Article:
Container for Multiple Choice Quizes

stephen barncard stephenREVOLUTION2 at barncard.com
Wed Oct 28 14:24:16 CDT 2009


A client-server database is just a really organized place to put stuff, not
that big a deal, especially with Rev. I came to that realization when I saw
some php code that used a mySQL table with just one record with one field of
data.
-------------------------
Stephen Barncard
San Francisco
http://houseofcubes.com/disco.irev


2009/10/28 Sivakatirswami <katir at hindu.org>

> Thank you, Kay
>
> All good thoughts. In all likelihood the concept will progress to requiring
> some user tracking and "levels" tracking and  thus, inevitably a dbase may
> serve better.
>
> The other way to go is have a stack on the webserver as my dBase.
>
>
> Kay C Lan wrote:
>
>> On Wed, Oct 28, 2009 at 8:31 AM, Alex Tweedly <alex at tweedly.net> wrote:
>>
>>
>>
>>> Answer (b)
>>> instead of a subfolder, I might have a Tab separated "spreadsheet" with
>>> the
>>> quiz/questions/answers. Changes would be pretty obvious
>>>
>>> -- Alex.
>>>
>>> Sivakatirswami,
>>>
>>> I'd have to agree with Alex's option b. There's nothing that you
>>>
>>>
>> 'currently' propose that suggests relational db or arrays to me.  A simple
>> flat tab delimited file as suggested seems simple enough.
>>
>> Depending on where you're headed I might suggest a db solution.
>>
>> Firstly may I suggest that you consider two extra columns, level and
>> dateTime (the seconds). Depending on your intended audience, having the
>> ability to choose, Easy, Medium or Hard questions may be appropriate. Also
>> knowing when the question was last attempted can prevent the same old
>> questions being asked time and time again.
>>
>> Which then leads me to the possibility of a db solution. If you are going
>> to
>> track individual performance against your quiz then you are going to need
>> some sort of relational tracking system, whether it be a db or multiple
>> flat
>> files (spreadsheet style again) which you feed into Rev to build your own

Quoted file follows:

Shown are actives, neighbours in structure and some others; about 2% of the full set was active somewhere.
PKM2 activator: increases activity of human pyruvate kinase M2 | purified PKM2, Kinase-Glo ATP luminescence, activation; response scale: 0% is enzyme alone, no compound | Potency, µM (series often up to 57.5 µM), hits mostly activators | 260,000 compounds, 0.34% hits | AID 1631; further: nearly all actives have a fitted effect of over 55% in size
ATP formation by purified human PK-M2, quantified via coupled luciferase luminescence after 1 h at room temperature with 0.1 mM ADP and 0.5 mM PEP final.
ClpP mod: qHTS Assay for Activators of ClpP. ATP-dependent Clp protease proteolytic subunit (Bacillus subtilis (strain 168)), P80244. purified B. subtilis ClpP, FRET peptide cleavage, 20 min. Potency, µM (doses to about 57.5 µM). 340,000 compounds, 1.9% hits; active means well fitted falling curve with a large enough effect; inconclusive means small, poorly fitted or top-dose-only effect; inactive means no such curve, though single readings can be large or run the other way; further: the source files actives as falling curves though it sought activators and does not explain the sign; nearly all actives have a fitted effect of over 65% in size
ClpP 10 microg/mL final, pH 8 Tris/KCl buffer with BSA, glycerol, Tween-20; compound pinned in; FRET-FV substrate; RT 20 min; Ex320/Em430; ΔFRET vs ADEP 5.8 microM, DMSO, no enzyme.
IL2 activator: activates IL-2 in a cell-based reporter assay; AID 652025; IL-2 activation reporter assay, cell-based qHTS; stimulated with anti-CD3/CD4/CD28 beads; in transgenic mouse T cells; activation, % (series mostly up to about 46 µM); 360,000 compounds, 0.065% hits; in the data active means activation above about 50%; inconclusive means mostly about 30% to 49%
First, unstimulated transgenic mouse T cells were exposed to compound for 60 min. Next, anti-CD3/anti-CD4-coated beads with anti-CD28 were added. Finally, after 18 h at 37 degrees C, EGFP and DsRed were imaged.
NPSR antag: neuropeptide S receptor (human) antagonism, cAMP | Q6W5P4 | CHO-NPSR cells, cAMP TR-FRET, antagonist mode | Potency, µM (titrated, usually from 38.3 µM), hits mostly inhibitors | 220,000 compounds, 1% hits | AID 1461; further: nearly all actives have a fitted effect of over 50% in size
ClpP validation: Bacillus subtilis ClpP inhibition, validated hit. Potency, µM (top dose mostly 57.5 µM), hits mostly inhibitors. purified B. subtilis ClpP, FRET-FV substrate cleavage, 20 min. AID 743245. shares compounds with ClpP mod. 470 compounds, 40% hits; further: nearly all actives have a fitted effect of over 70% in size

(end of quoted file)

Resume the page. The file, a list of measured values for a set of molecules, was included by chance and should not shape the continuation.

>> array.
>>
>> You say you like to keep it Rev + plain English and no 'service agents',
>> but
>> if you are headed for the web, then you're really talking Rev + Internet
>> Library + files, which isn't really too much different than Rev + DB
>> Library
>> + files.
>>
>> I agree that for only 2000 records a db is a bit of an overkill, but by
>> the
>> same token, 'for me personally', I find it much easier to get my head
>> around
>> the relationship of a bunch of flat files where a DB does all the leg
>> work,
>> than trying to build and manage Rev Arrays - not that Rev arrays are hard,
>> or that I don't use them, it's just that for me in many cases a DB does it
>> quicker and for Arrays it can turn very complex and convoluted very fast -
>> for this old brain.
>>
>> One of the first things I do when I create a new Rev + db is add a
>> button/menu item that does a:
>>
>>  revExecuteSQL databaseID,"SELECT * INTO OUTFILE" && defaultFolder &&
>> "FROM
>> dbTable"
>>
>> which simply creates a tab delimited plain flat file of the entire table -
>> if you have multiple tables put it in a repeat loop and create a file for
>> each table. To me there is very little difference between looking at these
>> files in Numbers/Excel or just viewing the DB table in Navicat Lite.
>>
>> You, I and most people can look at a flat file full of info and go, well
>> I'm
>> only interested in this line, and that line and .... You could feed that
>> file into Rev and do a couple of 'filters' and achieve the same, but I
>> reckon a simple
>>
>> revQueryDatabase(dbID,"SELECT * FROM Quiz WHERE level = 'Hard' AND
>> category
>> = "Biology")
>>
>> will be faster to type and yield the results faster.
>>
>> For what you are intending, I don't see the SQL commands being any more
>> demanding to learn than anything in Rev - in Rev 'filter' you know * is a
>> wildcard character for ALL so nothing new there.
>>
>> revMoveToNextRecord recordSetID
>>
>> is pretty simple as far as navigation is concerned, and as the data comes
>> in
>> as a simple one line* list it is pretty simple to figure out which item of
>> the list goes into which fields for display.
>>
>> *One big gotcha is if any of you data contains commas, tabs or returns it
>> can play havoc when pushing/pulling records from a db, but the same is
>> true
>> with arrays using split and combine.
>>
>> SQL can seem daunting, but what you are currently proposing is on the EASY
>> end of the scale, the syntax as easy as Rev. In a Quiz db I run the
>> largest
>> table is 54MB when exported as a tab delimited text file. It takes less
>> than
>> a second for Rev to tell mySQL to have OS X produce the file.
>>
>> So I'd at least give it a go. You never know, once you have that AHA
>> moment
>> with SQL you might consider a relational variation where you do track
>> individual performance, and that is where I see the true benefit of a DB.
>> The more features and size you add the more it becomes suited to a db.
>>
>> HTH
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